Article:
The New Albany Market Square, a popular community gathering place in the center of the city, is home to many businesses, including: Starbucks, Learning Express, New Albany Realty, Rusty Bucket Corner Tavern, and the New Albany Branch of the Columbus Metropolitan Library.
Notable companies headquartered in New Albany include Abercrombie & Fitch (part of the retail clothing conglomerate built by Les Wexner) and Commercial Vehicle Group. The former is the leading employer within the city boundaries. On March 10, 2011, Bob Evans Farms, Inc. announced plans to move their corporate headquarters (and almost 400 corporate employees) from the south side of Columbus to New Albany. Construction on their headquarters was completed in 2013. Other employers in the city include Discover Financial Services, Aetna Life Insurance, American Electric Power, UBS, New Albany-Plain Local School District, and the Mount Carmel New Albany Surgical Hospital. Most of the large office buildings housing these employers lie in a corridor between Route 161 and Central College Road to the north. Facebook plans to build a data center in New Albany, expected to be completed in 2019. Google has followed suit.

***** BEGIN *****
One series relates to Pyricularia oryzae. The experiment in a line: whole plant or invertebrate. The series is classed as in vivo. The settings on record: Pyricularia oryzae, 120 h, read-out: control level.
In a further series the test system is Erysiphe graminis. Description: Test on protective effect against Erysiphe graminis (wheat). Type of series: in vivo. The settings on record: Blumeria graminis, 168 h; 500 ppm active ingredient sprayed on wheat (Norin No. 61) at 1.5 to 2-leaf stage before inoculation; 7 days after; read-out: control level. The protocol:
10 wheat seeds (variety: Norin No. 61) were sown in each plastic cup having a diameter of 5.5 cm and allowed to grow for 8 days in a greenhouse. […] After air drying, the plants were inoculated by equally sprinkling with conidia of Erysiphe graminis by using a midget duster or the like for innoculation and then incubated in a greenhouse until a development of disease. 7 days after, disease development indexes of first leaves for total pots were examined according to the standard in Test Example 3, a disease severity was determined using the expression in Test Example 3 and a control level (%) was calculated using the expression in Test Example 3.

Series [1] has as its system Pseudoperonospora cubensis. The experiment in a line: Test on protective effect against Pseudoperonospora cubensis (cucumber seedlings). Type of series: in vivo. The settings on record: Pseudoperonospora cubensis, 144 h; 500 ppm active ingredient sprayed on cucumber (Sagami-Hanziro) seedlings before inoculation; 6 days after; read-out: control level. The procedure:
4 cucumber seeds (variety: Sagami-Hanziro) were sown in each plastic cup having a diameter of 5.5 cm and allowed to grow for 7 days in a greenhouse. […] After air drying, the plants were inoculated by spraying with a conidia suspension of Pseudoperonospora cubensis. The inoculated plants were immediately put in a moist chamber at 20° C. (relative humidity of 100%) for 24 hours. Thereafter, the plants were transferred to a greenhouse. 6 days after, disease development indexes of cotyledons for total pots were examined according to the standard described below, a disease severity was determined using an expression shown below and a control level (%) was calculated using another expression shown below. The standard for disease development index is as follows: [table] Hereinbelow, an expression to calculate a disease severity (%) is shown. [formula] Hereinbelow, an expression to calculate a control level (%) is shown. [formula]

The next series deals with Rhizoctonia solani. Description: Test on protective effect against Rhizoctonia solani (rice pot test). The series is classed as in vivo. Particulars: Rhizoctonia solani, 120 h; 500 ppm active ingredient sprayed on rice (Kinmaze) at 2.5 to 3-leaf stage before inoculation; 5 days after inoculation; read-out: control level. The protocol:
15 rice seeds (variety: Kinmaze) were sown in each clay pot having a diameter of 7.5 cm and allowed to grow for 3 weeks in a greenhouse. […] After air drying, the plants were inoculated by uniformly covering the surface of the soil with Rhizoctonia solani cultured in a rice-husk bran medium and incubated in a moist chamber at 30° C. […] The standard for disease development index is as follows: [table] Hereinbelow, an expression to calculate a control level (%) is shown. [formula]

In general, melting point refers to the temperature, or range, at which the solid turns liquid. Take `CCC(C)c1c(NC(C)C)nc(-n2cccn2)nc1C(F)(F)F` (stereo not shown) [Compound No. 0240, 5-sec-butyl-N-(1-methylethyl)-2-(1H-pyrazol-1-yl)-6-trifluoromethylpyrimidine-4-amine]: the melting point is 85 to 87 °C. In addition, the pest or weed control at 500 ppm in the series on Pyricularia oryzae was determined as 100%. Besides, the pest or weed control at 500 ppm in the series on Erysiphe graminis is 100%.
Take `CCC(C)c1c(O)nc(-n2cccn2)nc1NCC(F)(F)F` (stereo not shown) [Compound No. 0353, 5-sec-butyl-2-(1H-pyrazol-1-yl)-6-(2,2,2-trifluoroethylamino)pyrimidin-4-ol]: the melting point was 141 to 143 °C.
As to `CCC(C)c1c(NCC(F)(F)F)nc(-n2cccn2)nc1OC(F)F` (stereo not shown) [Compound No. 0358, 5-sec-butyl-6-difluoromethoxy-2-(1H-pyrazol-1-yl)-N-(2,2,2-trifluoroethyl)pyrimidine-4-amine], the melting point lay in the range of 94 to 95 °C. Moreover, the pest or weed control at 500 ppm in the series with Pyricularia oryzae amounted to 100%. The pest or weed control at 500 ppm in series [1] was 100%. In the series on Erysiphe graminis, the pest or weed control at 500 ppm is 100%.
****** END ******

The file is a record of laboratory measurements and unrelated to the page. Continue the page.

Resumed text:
Arts and culture
The New Albany community has shown strong support for the performing arts. Located in the city are the New Albany Symphony Orchestra and the New Albany Ballet Company. In 2002, the New Albany Community Foundation approached the Columbus Metropolitan Library (CML) to see if CML would build a library branch in New Albany if the Foundation would donate the book collections and computers. After a fundraising campaign, the library was built in the Market Square area.
Inspired by the success of the library, the Village of New Albany, Plain Township, and the New Albany-Plain Local School District partnered together in the development of the Jeanne B. McCoy Community Center for the Arts, named after the late wife of John G. McCoy and mother of John B. McCoy. The 35,000-square-foot (3,300 m2) brick building (located contiguous to the downtown learning campus containing the district schools) contains a 786-seat auditorium with balcony seating, a rehearsal studio, a dance studio, a scene shop, and classrooms dedicated to the performing arts. Land for the $15 million facility was donated by The New Albany Company.